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Investments and withdrawals: finding the balance

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AR011136 10/2018

Having set the timescale over which you plan to spend your savings, where you invest those savings and how much you can afford to sustainably withdraw should be the next considerations.

The returns you make on your investments, and the amount and timing of withdrawals you make from your retirement savings, will influence how much you can sustainably afford to withdraw.

As you are investing over your lifetime of typically 20 to 40 years, you should consider investments that are likely to produce the best returns over that period. Historically, investing in equities (shares) and commercial property, either directly or via funds, has resulted in the best returns over longer-terms (10 years plus).

However, there is no guarantee that future returns will be the same as those from the past.

If you plan to take income withdrawals over your lifetime, investing most of your savings in bonds and cash investments over your whole lifetime isn’t usually a good idea. Bonds and cash have historically produced lower returns than equities and property.

If you do have a lower attitude to risk and are only prepared to invest in government and corporate bonds, it is highly likely that you will get a higher lifetime income from an annuity than by taking income withdrawals from an invested fund. In opting for an annuity, you will lose flexibility, but if your primary goal is the highest income possible, then flexibility is a secondary consideration.  

You may want to think about investing some of your savings in fixed interest investments to diversify your overall investment portfolio. Diversification is a good idea because it means you don’t have all your eggs in one basket. You can also buy single funds that invest in a broad spread of different assets – these are referred to by a number of names such as ‘mixed funds’ ‘managed funds’, ‘balanced funds’, ‘diversified growth funds’ and ‘multi-asset funds’. 

Taking income withdrawals from investments that are falling in value can do lasting damage to your retirement savings. If you are caught in the middle of a stock market crash you should take avoiding action, such as reducing your income or living off cash savings.

Rather than wait until you are caught out by a market correction or crash, it’s best to prepare in advance. Although investing in equities and property has historically produced the best returns, you should also expect the value of such investments to be volatile – that is, their value is likely to fall as well as rise. 

Ideally, you should keep at least two years’ worth of income in cash within your pension – a rainy day fund that you can draw on in times where the capital value of your riskier investments has fallen.

Drawing income from the cash part of your pension fund means that you don’t need to touch the capital from your other investments whilst their value is depressed. By doing this, you have given your other investments some breathing space to hopefully recover their value.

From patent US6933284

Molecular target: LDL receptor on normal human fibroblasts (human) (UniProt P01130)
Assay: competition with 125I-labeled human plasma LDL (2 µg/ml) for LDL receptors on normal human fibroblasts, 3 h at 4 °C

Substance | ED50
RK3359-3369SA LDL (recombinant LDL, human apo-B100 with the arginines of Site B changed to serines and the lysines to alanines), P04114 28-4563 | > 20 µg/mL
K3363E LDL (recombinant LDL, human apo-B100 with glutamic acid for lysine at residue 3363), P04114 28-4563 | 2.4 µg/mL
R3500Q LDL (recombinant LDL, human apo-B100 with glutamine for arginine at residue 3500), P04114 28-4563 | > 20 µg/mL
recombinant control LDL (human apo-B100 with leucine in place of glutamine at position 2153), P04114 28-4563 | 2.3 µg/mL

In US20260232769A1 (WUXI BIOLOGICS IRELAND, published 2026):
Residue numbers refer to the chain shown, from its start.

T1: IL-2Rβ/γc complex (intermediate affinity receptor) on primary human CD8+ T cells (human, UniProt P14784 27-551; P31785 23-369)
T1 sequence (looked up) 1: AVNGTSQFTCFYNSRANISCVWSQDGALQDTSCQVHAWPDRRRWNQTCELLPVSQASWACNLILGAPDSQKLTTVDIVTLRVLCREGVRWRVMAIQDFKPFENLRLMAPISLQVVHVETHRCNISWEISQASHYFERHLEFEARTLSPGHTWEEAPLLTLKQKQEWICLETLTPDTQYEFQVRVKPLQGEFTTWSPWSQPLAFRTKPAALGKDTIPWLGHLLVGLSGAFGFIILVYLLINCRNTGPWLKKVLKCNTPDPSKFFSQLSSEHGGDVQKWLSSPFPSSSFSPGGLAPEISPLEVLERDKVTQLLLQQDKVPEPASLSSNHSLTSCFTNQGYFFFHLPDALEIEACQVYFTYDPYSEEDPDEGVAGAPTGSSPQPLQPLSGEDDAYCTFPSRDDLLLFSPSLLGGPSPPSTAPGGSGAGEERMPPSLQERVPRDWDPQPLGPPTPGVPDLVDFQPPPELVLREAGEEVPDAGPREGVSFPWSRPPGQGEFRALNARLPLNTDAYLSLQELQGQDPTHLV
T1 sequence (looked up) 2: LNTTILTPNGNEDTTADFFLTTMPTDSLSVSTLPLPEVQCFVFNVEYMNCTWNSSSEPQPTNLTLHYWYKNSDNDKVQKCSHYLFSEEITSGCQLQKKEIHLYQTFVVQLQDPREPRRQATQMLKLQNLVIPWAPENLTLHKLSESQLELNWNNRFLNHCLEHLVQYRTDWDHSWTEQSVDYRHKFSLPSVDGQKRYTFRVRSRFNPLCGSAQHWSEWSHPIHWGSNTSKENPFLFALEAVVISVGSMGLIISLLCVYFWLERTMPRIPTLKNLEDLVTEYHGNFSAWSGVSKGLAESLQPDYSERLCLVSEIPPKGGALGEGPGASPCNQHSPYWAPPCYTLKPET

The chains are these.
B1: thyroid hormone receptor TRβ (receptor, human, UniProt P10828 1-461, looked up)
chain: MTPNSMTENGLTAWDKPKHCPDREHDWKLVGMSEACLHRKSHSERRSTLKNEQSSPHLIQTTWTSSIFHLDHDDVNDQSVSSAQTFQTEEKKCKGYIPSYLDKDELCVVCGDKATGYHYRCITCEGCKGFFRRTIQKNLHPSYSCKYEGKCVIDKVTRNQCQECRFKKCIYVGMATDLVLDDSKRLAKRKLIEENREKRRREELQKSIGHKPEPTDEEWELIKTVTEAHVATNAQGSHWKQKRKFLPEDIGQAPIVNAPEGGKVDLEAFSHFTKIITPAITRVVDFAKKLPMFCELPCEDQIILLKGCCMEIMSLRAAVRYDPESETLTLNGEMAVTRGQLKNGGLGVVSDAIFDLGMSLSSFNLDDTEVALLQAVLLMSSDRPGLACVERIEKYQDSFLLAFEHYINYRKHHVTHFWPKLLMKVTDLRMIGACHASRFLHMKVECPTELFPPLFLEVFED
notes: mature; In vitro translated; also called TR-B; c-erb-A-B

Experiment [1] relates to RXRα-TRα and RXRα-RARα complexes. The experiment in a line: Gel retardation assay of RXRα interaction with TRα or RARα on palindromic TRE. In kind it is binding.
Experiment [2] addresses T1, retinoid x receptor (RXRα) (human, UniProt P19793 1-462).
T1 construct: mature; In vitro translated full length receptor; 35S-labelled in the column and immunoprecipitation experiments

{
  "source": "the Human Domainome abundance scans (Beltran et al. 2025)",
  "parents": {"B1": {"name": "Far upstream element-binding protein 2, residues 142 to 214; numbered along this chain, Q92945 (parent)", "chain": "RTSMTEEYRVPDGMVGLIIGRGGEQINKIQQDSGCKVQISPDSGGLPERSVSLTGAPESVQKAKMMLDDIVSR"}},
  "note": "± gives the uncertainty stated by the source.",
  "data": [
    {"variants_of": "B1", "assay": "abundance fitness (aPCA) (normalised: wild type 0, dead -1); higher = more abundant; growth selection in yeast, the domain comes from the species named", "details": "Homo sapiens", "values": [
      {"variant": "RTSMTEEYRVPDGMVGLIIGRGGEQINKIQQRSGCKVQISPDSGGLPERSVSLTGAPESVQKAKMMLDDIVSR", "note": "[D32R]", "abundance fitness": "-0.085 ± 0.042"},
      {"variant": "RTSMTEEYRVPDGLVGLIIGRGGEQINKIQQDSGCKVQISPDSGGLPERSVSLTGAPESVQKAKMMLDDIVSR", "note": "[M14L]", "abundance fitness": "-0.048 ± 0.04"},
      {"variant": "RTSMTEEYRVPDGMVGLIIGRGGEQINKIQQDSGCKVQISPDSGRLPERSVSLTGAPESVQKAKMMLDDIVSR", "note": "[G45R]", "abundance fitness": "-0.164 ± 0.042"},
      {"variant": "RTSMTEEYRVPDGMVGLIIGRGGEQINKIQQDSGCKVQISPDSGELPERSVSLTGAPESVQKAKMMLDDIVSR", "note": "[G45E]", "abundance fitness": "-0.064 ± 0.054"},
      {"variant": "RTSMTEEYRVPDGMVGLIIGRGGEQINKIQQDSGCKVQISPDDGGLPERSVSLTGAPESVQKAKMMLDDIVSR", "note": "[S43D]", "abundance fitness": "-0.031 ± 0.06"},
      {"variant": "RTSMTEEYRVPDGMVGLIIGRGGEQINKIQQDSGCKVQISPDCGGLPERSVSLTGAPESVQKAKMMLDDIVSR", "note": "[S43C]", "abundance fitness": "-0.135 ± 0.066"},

The last thing you should do is sell your riskier investments at the bottom of the market. This is the time that most inexperienced investors panic and sell. But by doing so you are crystallising any losses. Rather than sell your riskier investments, allow them to recover their value.

If your riskier investments are doing well and you don’t have a cash buffer or have depleted your cash buffer during a previous market correction, you should aim to replenish your cash in readiness for any future market correction.

You should also take your income withdrawals from your riskier investments when they are performing well.

Sustainable income

There are many common misconceptions about what rate of income you can sustainably afford to withdraw. There is no such thing as a ‘safe’ withdrawal rate.

Savers who are prepared to be flexible with their pension withdrawals stand the best chance of making those withdrawals last a lifetime. For example, being prepared to reduce withdrawals to the bare minimum after a market crash, or taking income from a cash ISA rather than their pension after a market crash, until pension investments recover their value.

In simple terms, and ignoring investment returns, £100 will last 20 years if withdrawals are taken at a rate of 5% (£5) a year, 25 years if withdrawals are taken at a rate of 4% a year, and 30 years if withdrawals are taken at a rate of 3.3% a year.

Adding in investment returns should, in theory, allow you to take higher withdrawal rates than this.

However, the actual rate at which you can safely withdraw will depend on a wide range of factors, such as the investment returns you make, what charges you pay on your pension, and the amount and timing of withdrawals.       

Making sound financial plans is important and the decisions you make can be life changing. If you need support, you may wish to speak to a financial adviser. If you do not have one, you can find one near you at www.unbiased.co.uk. Whatever advice service you choose, there will be a charge. The amount and payment terms will be explained to you by your adviser.

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